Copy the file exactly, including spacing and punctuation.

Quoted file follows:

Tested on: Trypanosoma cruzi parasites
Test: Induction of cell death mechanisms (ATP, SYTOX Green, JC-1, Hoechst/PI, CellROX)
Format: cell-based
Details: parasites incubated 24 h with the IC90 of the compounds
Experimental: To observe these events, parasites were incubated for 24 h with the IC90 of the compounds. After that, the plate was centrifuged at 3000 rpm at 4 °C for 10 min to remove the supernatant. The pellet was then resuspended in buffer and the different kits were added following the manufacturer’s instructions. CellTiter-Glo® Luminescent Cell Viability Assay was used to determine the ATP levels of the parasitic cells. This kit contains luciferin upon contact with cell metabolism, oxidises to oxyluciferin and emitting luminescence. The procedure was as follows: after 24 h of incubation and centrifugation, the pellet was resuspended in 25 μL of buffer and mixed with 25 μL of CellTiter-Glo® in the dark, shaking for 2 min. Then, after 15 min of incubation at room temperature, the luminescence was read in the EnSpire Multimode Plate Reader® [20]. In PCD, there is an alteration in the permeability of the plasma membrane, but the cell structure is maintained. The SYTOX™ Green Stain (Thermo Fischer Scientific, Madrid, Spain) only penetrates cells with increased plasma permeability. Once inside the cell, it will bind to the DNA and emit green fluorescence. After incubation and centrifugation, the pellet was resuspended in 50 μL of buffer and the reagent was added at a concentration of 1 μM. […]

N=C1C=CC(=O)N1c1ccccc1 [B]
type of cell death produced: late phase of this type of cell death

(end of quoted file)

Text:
Tested on: Trypanosoma cruzi parasites
Test: Induction of cell death mechanisms (ATP, SYTOX Green, JC-1, Hoechst/PI, CellROX)
Format: cell-based
Details: parasites incubated 24 h with the IC90 of the compounds
Experimental: To observe these events, parasites were incubated for 24 h with the IC90 of the compounds. After that, the plate was centrifuged at 3000 rpm at 4 °C for 10 min to remove the supernatant. The pellet was then resuspended in buffer and the different kits were added following the manufacturer’s instructions. CellTiter-Glo® Luminescent Cell Viability Assay was used to determine the ATP levels of the parasitic cells. This kit contains luciferin upon contact with cell metabolism, oxidises to oxyluciferin and emitting luminescence. The procedure was as follows: after 24 h of incubation and centrifugation, the pellet was resuspended in 25 μL of buffer and mixed with 25 μL of CellTiter-Glo® in the dark, shaking for 2 min. Then, after 15 min of incubation at room temperature, the luminescence was read in the EnSpire Multimode Plate Reader® [20]. In PCD, there is an alteration in the permeability of the plasma membrane, but the cell structure is maintained. The SYTOX™ Green Stain (Thermo Fischer Scientific, Madrid, Spain) only penetrates cells with increased plasma permeability. Once inside the cell, it will bind to the DNA and emit green fluorescence. After incubation and centrifugation, the pellet was resuspended in 50 μL of buffer and the reagent was added at a concentration of 1 μM. […]

N=C1C=CC(=O)N1c1ccccc1 [B]
type of cell death produced: late phase of this type of cell death